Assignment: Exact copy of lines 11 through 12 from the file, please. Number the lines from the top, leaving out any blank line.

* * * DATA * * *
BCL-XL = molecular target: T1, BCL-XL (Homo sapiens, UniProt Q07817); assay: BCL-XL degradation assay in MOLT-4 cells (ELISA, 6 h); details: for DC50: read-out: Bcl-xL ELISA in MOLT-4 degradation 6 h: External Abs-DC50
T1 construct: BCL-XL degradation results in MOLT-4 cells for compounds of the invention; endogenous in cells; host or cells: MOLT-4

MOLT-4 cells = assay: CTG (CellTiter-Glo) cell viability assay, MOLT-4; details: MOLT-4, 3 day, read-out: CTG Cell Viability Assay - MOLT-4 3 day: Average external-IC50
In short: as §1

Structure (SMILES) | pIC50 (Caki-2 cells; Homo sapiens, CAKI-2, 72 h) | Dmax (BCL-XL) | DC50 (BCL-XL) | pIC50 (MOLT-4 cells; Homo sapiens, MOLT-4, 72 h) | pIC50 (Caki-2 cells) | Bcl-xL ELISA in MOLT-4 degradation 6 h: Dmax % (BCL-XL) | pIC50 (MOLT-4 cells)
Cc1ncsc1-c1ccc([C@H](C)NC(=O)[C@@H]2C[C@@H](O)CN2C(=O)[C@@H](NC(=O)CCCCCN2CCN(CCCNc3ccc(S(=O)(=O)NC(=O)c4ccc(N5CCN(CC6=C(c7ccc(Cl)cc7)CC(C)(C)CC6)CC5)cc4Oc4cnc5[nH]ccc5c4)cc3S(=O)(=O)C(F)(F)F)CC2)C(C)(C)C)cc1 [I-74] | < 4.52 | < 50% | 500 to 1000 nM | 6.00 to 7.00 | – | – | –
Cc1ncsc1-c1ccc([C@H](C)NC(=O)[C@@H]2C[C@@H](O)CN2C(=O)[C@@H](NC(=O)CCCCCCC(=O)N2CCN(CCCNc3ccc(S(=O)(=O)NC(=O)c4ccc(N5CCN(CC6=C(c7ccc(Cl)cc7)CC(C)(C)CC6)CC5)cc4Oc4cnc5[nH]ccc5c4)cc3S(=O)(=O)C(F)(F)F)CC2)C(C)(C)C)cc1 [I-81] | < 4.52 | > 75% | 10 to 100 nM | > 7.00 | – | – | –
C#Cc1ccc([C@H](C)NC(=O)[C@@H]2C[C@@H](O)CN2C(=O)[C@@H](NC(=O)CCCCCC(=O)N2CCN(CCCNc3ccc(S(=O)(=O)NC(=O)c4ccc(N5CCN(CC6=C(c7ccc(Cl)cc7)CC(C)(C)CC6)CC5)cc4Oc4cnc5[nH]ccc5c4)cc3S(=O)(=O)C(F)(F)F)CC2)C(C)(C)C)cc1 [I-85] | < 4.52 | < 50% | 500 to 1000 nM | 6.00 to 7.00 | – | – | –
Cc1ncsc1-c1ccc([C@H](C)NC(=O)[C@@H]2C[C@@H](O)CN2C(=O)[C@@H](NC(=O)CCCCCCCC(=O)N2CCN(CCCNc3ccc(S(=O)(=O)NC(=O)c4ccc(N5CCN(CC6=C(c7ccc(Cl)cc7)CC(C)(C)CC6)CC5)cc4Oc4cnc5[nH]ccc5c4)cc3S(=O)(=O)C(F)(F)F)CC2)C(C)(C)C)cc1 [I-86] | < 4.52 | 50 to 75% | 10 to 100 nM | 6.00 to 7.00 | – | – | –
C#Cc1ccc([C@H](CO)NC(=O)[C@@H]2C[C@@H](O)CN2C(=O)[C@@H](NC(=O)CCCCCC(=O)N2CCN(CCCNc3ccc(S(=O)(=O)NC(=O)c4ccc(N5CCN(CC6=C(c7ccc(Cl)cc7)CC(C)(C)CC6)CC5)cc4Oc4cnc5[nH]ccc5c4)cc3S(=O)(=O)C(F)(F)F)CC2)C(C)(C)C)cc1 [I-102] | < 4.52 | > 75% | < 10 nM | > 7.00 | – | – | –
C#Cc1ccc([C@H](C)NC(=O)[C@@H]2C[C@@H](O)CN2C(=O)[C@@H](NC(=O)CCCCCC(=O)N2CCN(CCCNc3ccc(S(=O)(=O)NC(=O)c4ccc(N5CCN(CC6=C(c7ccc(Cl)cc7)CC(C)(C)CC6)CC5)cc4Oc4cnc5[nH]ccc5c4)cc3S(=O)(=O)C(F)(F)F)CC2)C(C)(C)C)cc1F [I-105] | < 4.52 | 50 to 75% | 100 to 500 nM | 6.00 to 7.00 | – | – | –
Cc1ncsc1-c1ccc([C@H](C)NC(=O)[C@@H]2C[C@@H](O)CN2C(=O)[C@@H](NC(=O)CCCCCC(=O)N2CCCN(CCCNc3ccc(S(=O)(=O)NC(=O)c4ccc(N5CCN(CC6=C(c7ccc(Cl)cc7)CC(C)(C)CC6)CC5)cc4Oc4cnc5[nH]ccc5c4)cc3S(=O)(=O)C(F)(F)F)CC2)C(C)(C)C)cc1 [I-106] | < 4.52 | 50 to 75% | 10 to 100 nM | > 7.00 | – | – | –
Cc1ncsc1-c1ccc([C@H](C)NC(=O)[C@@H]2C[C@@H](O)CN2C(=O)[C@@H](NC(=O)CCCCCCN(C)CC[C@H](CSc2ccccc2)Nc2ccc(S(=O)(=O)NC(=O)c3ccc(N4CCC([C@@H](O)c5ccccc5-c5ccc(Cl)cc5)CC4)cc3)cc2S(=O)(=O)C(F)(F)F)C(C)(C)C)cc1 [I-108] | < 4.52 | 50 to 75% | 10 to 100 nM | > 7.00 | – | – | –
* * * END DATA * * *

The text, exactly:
C#Cc1ccc([C@H](C)NC(=O)[C@@H]2C[C@@H](O)CN2C(=O)[C@@H](NC(=O)CCCCCC(=O)N2CCN(CCCNc3ccc(S(=O)(=O)NC(=O)c4ccc(N5CCN(CC6=C(c7ccc(Cl)cc7)CC(C)(C)CC6)CC5)cc4Oc4cnc5[nH]ccc5c4)cc3S(=O)(=O)C(F)(F)F)CC2)C(C)(C)C)cc1F [I-105] | < 4.52 | 50 to 75% | 100 to 500 nM | 6.00 to 7.00 | – | – | –
Cc1ncsc1-c1ccc([C@H](C)NC(=O)[C@@H]2C[C@@H](O)CN2C(=O)[C@@H](NC(=O)CCCCCC(=O)N2CCCN(CCCNc3ccc(S(=O)(=O)NC(=O)c4ccc(N5CCN(CC6=C(c7ccc(Cl)cc7)CC(C)(C)CC6)CC5)cc4Oc4cnc5[nH]ccc5c4)cc3S(=O)(=O)C(F)(F)F)CC2)C(C)(C)C)cc1 [I-106] | < 4.52 | 50 to 75% | 10 to 100 nM | > 7.00 | – | – | –